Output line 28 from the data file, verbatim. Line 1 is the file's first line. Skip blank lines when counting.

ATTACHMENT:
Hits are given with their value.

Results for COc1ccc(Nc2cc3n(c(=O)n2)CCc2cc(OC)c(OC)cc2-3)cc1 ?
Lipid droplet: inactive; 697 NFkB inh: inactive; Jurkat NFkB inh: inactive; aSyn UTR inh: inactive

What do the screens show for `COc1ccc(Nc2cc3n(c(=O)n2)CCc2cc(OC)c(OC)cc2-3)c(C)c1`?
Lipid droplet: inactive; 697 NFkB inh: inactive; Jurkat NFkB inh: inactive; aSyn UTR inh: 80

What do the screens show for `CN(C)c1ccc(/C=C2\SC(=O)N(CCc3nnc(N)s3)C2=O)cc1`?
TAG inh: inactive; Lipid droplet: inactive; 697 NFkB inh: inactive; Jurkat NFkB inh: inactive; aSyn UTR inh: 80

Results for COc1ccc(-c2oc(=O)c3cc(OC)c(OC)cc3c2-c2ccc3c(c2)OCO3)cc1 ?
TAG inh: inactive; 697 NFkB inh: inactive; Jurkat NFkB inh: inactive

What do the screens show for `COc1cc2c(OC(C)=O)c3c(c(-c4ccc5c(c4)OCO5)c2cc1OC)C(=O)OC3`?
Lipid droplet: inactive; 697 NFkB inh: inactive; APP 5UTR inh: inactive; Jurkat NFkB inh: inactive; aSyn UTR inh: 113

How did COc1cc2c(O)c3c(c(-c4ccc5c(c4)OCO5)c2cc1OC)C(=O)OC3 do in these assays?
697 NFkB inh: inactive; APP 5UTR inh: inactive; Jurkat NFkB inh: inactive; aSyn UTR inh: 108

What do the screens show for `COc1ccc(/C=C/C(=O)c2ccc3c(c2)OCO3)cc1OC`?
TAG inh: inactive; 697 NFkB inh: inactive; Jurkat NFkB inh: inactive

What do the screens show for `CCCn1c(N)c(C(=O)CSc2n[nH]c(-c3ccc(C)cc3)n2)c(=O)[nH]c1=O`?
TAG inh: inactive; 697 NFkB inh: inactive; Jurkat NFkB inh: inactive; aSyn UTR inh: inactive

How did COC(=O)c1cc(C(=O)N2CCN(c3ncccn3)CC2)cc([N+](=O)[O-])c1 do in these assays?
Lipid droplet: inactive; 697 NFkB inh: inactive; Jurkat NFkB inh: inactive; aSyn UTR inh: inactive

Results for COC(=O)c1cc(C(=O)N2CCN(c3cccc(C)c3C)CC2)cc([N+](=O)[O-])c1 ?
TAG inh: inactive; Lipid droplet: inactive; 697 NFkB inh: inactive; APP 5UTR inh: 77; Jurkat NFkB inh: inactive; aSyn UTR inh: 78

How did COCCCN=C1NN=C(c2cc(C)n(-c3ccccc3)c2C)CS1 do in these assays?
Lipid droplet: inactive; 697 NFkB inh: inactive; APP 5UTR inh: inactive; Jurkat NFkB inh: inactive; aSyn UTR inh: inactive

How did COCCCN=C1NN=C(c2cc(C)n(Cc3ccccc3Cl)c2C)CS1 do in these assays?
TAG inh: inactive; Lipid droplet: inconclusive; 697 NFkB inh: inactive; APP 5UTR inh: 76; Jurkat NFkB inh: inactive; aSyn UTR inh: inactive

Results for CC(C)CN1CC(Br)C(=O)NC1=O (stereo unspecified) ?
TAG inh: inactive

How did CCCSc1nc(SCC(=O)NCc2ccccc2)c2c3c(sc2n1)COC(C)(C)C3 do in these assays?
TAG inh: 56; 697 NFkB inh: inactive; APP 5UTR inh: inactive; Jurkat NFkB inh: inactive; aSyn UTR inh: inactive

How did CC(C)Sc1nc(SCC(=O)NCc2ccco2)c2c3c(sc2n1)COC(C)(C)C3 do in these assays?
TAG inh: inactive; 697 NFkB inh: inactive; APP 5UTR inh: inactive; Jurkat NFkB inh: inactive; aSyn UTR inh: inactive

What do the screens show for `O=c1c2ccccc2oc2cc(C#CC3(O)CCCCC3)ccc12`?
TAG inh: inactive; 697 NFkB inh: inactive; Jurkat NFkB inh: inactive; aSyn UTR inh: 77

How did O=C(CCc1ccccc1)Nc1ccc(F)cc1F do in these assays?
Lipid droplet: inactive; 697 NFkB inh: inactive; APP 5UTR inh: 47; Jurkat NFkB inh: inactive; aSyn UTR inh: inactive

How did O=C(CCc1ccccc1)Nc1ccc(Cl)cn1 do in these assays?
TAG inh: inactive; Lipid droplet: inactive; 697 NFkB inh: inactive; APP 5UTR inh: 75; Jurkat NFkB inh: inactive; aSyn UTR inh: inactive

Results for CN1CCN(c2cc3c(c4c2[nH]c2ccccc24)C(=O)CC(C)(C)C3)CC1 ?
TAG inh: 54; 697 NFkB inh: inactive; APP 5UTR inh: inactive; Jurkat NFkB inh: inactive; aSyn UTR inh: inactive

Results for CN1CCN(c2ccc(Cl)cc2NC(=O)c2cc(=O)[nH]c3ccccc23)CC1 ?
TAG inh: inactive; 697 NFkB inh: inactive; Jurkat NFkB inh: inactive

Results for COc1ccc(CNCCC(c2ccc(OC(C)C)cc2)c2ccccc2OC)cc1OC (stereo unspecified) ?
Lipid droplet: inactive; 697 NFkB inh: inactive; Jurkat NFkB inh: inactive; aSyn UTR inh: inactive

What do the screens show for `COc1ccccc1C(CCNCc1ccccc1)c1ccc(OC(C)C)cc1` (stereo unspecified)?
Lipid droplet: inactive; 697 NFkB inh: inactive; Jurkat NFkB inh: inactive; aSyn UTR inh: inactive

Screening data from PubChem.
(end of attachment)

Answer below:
How did CCCSc1nc(SCC(=O)NCc2ccccc2)c2c3c(sc2n1)COC(C)(C)C3 do in these assays?